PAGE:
For your latest update on the immigration-bill kerfuffle, Sen. Rand Paul threw his two cents into the debate over the pace at which the Senate’s consideration of the Gang of Eight’s immigration bill should proceed in a letter to the Senate leaders on Monday, urging that they pump the brakes on the process and take the adequate time to address the related security failures that “enabled two individuals to immigrate to the United States from an area known for being hotbed of Islamic extremism”:
Dear Majority Leader Reid…
I believe that any real comprehensive immigration reform must implement strong national security protections. The facts emerging in the Boston Marathon bombing have exposed a weakness in our current system. If we don’t use this debate as an opportunity to fix flaws in our current system, flaws made even more evident last week, then we will not be doing our jobs.
We should not proceed until we understand the specific failures of our immigration system. Why did the current system allow two individuals to immigrate to the United States from the Chechen Republic in Russia, an area known as a hotbed of Islamic extremism, who then committed acts of terrorism? Were there any safeguards? Could this have been prevented? Does the immigration reform before us address this?
There should be hearings in the Senate Homeland Security and Government Affairs Committee that study the national security aspects of this situation, making sure that our current immigration system gives individuals from high-risk areas of the world heightened scrutiny. …
I respectfully request that the Senate consider the following two conditions as part of the comprehensive immigration reform debate: One, the Senate needs a thorough examination of the facts in Massachusetts to see if legislation is necessary to prevent a similar situation in the future. Two, national security protections must be rolled into comprehensive immigration reform to make sure the federal government does everything it can to prevent immigrants with malicious intent from using our immigration system to gain entry into the United States in order to commit future acts of terror.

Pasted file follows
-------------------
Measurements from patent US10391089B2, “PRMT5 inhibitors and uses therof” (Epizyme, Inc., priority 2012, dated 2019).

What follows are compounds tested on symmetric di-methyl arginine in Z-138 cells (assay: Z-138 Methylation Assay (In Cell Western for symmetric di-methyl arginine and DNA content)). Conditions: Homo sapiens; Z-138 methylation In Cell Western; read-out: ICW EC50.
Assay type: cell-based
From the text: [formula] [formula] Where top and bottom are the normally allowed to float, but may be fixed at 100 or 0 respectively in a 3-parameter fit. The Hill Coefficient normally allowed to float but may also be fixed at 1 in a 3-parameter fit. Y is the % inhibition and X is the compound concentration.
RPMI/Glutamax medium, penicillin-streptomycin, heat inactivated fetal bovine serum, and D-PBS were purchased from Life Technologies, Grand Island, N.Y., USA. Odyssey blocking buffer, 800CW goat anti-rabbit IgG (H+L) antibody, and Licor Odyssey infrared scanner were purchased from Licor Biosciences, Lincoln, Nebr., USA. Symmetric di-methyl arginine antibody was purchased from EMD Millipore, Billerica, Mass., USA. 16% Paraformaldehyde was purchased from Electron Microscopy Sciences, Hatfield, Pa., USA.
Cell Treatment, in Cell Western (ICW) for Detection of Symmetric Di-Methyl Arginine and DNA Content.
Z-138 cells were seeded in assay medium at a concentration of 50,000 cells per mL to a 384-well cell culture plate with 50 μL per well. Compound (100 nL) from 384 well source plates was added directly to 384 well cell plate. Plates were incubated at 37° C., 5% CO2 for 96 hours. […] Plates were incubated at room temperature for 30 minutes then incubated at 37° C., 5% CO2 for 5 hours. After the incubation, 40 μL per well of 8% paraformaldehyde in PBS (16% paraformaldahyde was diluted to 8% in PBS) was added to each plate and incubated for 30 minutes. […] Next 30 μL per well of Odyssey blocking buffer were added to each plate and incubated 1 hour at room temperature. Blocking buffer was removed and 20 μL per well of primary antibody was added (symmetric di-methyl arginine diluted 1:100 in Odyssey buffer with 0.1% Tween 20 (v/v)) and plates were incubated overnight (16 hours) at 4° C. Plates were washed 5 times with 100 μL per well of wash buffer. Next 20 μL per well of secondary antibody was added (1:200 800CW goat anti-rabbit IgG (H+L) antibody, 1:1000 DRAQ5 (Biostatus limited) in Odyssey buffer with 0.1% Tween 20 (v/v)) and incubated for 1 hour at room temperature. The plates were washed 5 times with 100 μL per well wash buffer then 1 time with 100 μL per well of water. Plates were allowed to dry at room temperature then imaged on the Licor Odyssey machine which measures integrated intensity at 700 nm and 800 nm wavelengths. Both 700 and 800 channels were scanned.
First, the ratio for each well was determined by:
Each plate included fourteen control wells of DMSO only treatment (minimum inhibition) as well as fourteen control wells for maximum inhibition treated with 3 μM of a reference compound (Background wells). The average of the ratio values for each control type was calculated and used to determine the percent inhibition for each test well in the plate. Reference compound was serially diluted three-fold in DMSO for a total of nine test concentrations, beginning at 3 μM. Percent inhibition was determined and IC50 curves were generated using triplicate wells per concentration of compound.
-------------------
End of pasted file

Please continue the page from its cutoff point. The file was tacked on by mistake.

That was one of the testy issues du jour in the Senate Judiciary Committee’s hearing on the same today, in which Sen. Grassley took a bit of umbrage at Sen. Schumer’s suggestion that anyone is trying to take advantage of the Boston bombing merely as an “excuse” to deliberately hold up the bill, rather than an honest endeavor to find and fix major problems:
When the bill’s principal sponsor, Sen. Charles Schumer, D-N.Y., at Monday’s Judiciary Committee hearing accused persons whom he did not identify of trying to use the bombing as “an excuse” to delay or stop the consideration of the bill, ranking Republican member Sen. Charles Grassley of Iowa angrily interrupted him by snapping, “I never said that! I never said that!” …
He added, “I think we’re taking advantage of an opportunity – when once in 25 years we deal with immigration – to make sure that every base is covered.”
Grassley had said on Friday that the Boston bombing should prompt Congress to “understand the gaps and loopholes in our immigration system” and to examine “the weaknesses of our system.”
Schumer said Monday – as he did at Friday’s Judiciary Committee hearing – that “if there are things that come up as a result of what happened in Boston that require improvement” in his bill, “let’s add them to the bill.”
In his opening statements in the hearing, Dem Sen. Leahy insisted that the current bill will definitely improve national security and chided the naysayers: “Late last week opponents of comprehensive immigration reform began to exploit the Boston Marathon bombing. I urge restraint in that regard. … The bill before us would serve to strengthen our national security by allowing us to focus our border security and enforcement efforts against those who would do us harm.” To which Sen. Rubio, one of the bill’s authors, replied:
— Marco Rubio (@marcorubio) April 22, 2013